Rolling Out 5th Edition

Yavin assisted with game preparations.
Yavin assisted with game preparations.

After years of development and playtesting, the next edition of Dungeons & Dragons is upon us. My initial impressions of the free-to-download Basic Rules and Starter Set were favorable, and I was eager to play a few sessions with the new rules. After deciding that I would dust off my Dungeon Master screen and run the Lost Mine of Phandelver adventure, I needed to find an intrepid group of characters. I had the privilege of leading five players through the first major delve described in the Starter Set. What follows are my early thoughts on running the new rules and Lost Mine of Phandelver adventure over the course of an epic, 10-hour session with a specific focus on character creation, combat speed, combat presentation, and character death. Specific details contained in the Lost Mine of Phandelver adventure are avoided, so players awaiting a chance to play the adventure can read further without having a future gaming experience spoiled.

Character Creation

Each player ignored the pre-generated characters included in the Starter Set and created their own. While I was organizing a few last-minute details before the session got underway, the players helped each other create and finalize their character. It was a fun process, although it certainly took a good chunk of time as each player was searching for different rules at different times. A few people stumbled with the different modifiers and when they should be applied. For example, a weapon proficiency bonus is added to attack rolls, not damage rolls. The Passive Perception, Saving Throw, and Skills also took some time to calculate. I imagine (and hope) the Player’s Handbook will be more organized for character creation than the Basic Rules approach.

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May of the Dead: Character Death & Player Grief

I was asked by the fine folks at The Going Last Podcast to participate in their May of the Dead Carnival. The blog carnival features a wealth of articles devoted to the undead. Realizing that many other talented writers would take on the task of creating monsters, campaign arcs and other gaming mechanics with an undead theme, I spent some time pondering a different angle for my May of the Dead column. I landed on the topic of character death and player grief during a roleplaying game. (EDIT: The painting below was created by Gene Gould. I first found the image through Google Image Search and did not know the origin. Check out other works by the artist!)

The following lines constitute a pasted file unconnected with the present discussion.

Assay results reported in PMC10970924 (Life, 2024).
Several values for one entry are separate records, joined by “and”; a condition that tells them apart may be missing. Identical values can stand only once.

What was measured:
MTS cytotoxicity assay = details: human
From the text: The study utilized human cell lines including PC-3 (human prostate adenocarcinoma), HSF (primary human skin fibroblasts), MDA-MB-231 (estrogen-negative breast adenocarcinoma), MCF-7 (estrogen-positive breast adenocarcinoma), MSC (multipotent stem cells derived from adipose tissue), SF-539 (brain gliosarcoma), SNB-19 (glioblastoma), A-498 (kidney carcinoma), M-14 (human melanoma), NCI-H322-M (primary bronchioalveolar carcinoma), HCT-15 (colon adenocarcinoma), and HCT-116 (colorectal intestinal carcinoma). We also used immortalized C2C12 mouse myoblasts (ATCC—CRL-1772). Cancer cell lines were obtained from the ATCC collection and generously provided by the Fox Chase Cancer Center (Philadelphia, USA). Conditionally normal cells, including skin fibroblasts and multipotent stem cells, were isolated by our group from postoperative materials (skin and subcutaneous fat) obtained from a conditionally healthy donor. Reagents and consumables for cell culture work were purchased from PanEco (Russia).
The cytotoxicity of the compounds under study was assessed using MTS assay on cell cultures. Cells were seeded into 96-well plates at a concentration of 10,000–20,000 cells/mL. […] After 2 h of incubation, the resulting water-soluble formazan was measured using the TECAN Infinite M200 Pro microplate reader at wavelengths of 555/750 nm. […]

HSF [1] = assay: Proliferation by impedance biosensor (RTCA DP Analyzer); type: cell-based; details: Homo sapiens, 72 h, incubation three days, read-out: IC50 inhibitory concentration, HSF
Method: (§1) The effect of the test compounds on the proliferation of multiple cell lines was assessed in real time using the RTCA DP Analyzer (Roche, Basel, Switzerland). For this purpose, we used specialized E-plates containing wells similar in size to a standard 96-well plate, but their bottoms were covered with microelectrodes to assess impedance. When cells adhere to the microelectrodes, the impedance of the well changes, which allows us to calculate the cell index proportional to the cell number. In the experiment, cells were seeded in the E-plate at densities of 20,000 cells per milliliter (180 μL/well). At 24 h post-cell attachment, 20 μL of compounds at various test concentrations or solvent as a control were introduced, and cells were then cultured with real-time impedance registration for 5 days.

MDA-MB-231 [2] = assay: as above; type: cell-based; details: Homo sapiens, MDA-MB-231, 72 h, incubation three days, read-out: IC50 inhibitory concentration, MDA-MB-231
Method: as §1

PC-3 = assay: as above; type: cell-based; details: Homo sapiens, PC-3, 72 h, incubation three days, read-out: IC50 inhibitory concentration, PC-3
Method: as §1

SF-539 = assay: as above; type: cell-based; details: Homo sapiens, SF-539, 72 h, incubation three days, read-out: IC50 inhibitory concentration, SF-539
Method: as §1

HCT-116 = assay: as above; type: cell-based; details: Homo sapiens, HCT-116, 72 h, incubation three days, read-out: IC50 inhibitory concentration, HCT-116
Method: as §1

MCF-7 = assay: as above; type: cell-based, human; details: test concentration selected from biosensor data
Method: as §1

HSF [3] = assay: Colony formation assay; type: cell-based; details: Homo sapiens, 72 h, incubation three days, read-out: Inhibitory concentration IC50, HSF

Image created by artist, Gene Gould. http://www.artintime.com/Painting-Gallery-1.htm
“We find a place for what we lose. Although we know that after such a loss the acute stage of mourning will subside, we also know that we shall remain inconsolable and will never find a substitute. No matter what may fill the gap, even if it be filled completely, it nevertheless remains something else”. ~ Sigmund Freud

It is interesting to think about character death from the perspective of the player in terms of attachment. I previously discussed some thoughts about character death and how save-or-die mechanics can take away a player’s attachment to her or his character. How does one cope with investing effort and time creating a character and bringing that character to life at the gaming table only to see the character die? Everyone does not experience character death in the same manner, and while some players may grieve the loss of their favorite character, other players may not give the matter a second thought after their poor Paladin is pounded to pulp by a Purple Worm. Below, I discuss ideas for how a DM can handle the death of a character at the table. I frame the discussion by detailing the five stages of grief and present ideas to ensure the death of a character is not overlooked in a campaign.

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